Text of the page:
The EU provides states with digital surveillance tools to stop people reaching the Union’s borders. These tools are also being used to entrench political control by tracking entire populations, activists, journalists, and opposition movements.
Privacy International is pleased to hear that Google is exploring ways to establish clearer standards for pre-installed apps and agrees that people should be able to uninstall apps. Nevertheless, some of PI’s key concerns from their original letter still remain.
“In policy-makers’ minds, voluntary apps would all work perfectly and, like waving a magic wand, we would be free from our containment. This would, however, require so much more than what governments and companies are actually offering.”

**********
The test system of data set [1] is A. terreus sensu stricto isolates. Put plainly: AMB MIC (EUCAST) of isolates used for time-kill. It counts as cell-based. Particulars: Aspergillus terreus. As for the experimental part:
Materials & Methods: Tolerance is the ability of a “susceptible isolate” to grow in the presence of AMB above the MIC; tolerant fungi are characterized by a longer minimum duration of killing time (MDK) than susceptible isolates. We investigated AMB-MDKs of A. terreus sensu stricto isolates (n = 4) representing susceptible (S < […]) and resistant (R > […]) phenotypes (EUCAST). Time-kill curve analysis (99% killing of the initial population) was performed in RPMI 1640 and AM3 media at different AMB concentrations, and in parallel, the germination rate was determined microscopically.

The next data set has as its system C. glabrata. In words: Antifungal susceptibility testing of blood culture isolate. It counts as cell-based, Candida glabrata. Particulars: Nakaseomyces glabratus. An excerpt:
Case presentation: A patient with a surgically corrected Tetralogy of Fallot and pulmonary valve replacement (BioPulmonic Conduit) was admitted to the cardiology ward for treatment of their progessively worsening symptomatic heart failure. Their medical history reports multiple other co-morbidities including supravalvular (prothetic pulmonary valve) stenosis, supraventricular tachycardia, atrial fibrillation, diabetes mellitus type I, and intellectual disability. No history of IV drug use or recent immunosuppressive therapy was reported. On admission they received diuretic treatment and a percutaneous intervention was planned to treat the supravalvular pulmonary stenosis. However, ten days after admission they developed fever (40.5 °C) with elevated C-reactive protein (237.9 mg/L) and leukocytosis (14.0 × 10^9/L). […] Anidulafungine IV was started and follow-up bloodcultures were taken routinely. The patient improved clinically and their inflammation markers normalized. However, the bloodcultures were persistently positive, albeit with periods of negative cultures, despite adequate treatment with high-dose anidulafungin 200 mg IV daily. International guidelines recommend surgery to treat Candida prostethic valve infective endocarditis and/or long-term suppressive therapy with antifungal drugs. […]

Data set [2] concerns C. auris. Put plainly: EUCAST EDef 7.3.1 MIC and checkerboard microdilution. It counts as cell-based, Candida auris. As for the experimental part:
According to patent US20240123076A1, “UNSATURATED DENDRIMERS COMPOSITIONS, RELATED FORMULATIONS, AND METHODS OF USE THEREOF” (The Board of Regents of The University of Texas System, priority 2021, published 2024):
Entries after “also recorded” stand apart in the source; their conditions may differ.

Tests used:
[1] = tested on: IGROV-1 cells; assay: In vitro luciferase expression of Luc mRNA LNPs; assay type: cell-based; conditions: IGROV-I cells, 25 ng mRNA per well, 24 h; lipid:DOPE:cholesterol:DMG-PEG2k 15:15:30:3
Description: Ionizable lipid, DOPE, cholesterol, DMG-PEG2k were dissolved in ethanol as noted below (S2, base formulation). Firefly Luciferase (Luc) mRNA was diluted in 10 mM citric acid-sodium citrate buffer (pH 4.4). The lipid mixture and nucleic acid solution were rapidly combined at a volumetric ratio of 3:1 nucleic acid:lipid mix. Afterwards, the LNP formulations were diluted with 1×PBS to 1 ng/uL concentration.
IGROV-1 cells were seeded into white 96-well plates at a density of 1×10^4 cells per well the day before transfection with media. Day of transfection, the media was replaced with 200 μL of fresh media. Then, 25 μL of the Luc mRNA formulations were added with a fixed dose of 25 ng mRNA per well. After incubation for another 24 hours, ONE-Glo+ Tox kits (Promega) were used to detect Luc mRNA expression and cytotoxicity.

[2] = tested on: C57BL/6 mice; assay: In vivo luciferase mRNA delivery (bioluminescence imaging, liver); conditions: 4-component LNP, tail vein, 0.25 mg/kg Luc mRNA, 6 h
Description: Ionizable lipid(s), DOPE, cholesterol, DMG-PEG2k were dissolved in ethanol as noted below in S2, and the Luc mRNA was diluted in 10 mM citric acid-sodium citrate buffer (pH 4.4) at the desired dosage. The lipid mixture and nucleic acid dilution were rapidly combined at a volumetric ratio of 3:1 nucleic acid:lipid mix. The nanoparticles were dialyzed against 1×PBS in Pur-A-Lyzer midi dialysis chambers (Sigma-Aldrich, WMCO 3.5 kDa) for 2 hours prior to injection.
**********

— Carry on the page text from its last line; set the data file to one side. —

Mental health websites don’t have to sell your data, but most still do.
Sundar Pichai, Google’sCEO, claims he doesn’t think privacy should be a luxury good, and yet many people buying low-cost android phones are paying with their privacy and security. Civil society organisations around the world are sounding the alarm.
In countries where there is no pressure from government or civil society, social media companies mostly fail to provide users with political ad transparency. At best, the approach taken by these companies is “fragmented”.
Some apps share your most intimate data about your sexual life and medical history with Facebook; others let Facebook know every time you open the app: here are some steps you can take to limit tracking.